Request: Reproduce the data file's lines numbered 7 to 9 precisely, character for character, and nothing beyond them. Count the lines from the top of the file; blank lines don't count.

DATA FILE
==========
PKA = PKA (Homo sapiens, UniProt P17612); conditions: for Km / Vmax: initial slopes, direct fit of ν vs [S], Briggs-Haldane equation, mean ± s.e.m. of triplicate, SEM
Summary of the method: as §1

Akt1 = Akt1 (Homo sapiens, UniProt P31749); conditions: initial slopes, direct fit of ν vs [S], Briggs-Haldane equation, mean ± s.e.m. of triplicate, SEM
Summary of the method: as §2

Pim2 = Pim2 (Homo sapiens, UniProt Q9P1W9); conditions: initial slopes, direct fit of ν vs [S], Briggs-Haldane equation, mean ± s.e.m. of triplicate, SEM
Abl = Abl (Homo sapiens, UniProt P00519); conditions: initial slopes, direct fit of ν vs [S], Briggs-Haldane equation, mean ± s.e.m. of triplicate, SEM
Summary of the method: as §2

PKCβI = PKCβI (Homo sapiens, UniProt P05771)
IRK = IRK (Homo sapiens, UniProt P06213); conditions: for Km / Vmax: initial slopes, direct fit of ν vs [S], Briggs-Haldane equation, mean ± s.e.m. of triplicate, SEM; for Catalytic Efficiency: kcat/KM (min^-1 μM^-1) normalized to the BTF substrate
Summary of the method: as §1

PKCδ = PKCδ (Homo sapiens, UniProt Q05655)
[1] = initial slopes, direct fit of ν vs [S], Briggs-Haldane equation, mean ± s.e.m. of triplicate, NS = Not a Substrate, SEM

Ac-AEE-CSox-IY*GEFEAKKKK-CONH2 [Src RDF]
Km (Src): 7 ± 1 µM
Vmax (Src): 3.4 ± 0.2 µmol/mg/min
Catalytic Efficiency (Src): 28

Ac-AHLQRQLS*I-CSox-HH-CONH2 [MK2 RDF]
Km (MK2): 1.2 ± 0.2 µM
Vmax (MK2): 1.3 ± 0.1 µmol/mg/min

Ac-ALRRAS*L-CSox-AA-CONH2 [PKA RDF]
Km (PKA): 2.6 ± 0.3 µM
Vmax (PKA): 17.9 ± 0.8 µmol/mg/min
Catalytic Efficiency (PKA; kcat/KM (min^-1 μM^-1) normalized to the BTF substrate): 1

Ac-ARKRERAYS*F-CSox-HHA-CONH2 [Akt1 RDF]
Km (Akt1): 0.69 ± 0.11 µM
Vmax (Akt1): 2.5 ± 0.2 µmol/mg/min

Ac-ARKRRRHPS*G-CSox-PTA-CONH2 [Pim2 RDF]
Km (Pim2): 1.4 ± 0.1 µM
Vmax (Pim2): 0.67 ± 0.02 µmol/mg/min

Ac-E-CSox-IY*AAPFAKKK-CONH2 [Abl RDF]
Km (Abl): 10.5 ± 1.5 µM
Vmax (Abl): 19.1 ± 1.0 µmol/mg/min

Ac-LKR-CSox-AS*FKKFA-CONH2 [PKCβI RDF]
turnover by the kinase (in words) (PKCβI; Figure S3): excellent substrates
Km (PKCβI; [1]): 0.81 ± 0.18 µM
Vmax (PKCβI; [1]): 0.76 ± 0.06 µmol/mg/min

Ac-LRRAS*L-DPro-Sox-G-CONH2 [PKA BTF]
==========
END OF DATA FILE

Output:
Summary of the method: as §2

PKCβI = PKCβI (Homo sapiens, UniProt P05771)
IRK = IRK (Homo sapiens, UniProt P06213); conditions: for Km / Vmax: initial slopes, direct fit of ν vs [S], Briggs-Haldane equation, mean ± s.e.m. of triplicate, SEM; for Catalytic Efficiency: kcat/KM (min^-1 μM^-1) normalized to the BTF substrate